UK takeover panel takes court action against Rangers chairman

Watchdog bids to force Dave King make £11m bid for club in unprecedented move

The UK's takeover watchdog has launched unprecedented court action against Rangers chairman Dave King to force him to make an £11 million (€12.9 million) bid for the football club, opening a new chapter in the often bizarre legal woes that have beset the Glasgow club in recent years.

The takeover panel, which regulates deals in the UK, said that it had started proceedings in Edinburgh after Mr King, who holds a stake in the club, ignored an order to make an offer for the rest of the shares of the football club, despite the company no longer being publicly listed. It is the first time since the panel was granted enforcement powers more than a decade ago that it has taken such action.

The panel had previously ruled that Mr King had acted in concert with wealthy fans George Letham, George Taylor and Douglas Park – dubbed the "Three Bears" in a reference to the club nickname the "Teddy Bears" – to acquire more than 30 per cent of voting rights in Rangers in late 2014.

Under UK rules, any group of shareholders that builds up a 30 per cent stake in a public company has to make a cash offer to buy the rest of the shares at the highest price they have paid over the past 12 months – in Mr King’s case, 20p a share.


Disagreed with ruling

The Rangers chairman did not immediately respond to a request for comment, but he said last month that he could not agree with the panel ruling, “nor follow its logic”. At that time, he added that he did not believe there was a substantial group of shareholders that would accept an offer at the price set by the panel.

Rangers, one of the world’s best-known football clubs and a major social institution in Glasgow, has been at the centre of a maelstrom of legal dispute and corporate machinations since before it fell into administration in 2012.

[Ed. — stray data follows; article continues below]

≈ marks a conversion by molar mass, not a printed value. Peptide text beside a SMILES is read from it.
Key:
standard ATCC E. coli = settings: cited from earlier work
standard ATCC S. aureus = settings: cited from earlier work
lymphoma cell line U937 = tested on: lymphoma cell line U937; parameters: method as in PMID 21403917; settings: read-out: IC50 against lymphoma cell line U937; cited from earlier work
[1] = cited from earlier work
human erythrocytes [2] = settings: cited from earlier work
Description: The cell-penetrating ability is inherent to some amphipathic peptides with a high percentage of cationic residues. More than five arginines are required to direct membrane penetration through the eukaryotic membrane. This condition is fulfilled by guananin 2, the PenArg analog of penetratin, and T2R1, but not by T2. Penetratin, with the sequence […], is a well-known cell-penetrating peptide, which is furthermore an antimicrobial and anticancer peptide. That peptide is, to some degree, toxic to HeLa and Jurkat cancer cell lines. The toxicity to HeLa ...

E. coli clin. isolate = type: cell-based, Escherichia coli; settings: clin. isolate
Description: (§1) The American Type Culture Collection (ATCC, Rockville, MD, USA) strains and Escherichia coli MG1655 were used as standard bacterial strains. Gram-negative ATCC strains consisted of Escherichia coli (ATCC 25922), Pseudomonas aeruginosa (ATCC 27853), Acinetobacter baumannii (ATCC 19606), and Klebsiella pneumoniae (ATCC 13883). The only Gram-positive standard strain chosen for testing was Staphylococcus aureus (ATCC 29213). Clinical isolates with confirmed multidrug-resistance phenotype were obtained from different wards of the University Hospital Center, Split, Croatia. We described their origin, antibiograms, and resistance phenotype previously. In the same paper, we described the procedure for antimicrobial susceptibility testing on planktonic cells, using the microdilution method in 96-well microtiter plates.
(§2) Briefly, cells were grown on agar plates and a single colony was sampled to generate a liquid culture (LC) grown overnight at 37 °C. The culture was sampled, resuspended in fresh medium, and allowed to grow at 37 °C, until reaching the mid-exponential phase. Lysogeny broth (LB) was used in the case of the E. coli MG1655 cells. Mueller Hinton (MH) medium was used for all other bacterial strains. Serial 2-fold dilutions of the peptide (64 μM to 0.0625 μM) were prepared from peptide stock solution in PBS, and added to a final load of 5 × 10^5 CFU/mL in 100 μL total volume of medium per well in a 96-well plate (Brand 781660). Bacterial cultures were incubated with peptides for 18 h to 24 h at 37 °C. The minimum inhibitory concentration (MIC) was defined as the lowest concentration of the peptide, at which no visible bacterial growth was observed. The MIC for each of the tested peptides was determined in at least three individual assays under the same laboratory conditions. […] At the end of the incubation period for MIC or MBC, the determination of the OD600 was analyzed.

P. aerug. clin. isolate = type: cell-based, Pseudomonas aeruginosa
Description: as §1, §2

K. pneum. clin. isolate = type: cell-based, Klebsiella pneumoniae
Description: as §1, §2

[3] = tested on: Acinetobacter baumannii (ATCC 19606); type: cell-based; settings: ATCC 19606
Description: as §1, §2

Many fans had hoped that Rangers was set for a period of relative calm after Mr King wrested control of the club from retail entrepreneur Mike Ashley in 2015. Mr Ashley retains a 9 per cent stake.

Nick Rumsby, corporate partner at law firm Linklaters, said the panel's actions, while unusual, were "entirely appropriate" to ensure all shareholders were treated fairly when a company changed hands. "The rules are clear and require an offer to be made if there has been a change of control," he added.

Katherine Moir, mergers and acquisitions partner at Clifford Chance, another law firm, added that the ruling showed that the panel was willing to flex its muscles where there was a direct challenge to its integrity as a regulatory body.

“The panel is usually able to rely on the reputational impact of its public censure regime and other traditional sanctions, but the initiation of these proceedings demonstrates that it will take further action where necessary to enforce its decisions,” she said.

Rangers declined to comment.

- Copyright The Financial Times Limited 2017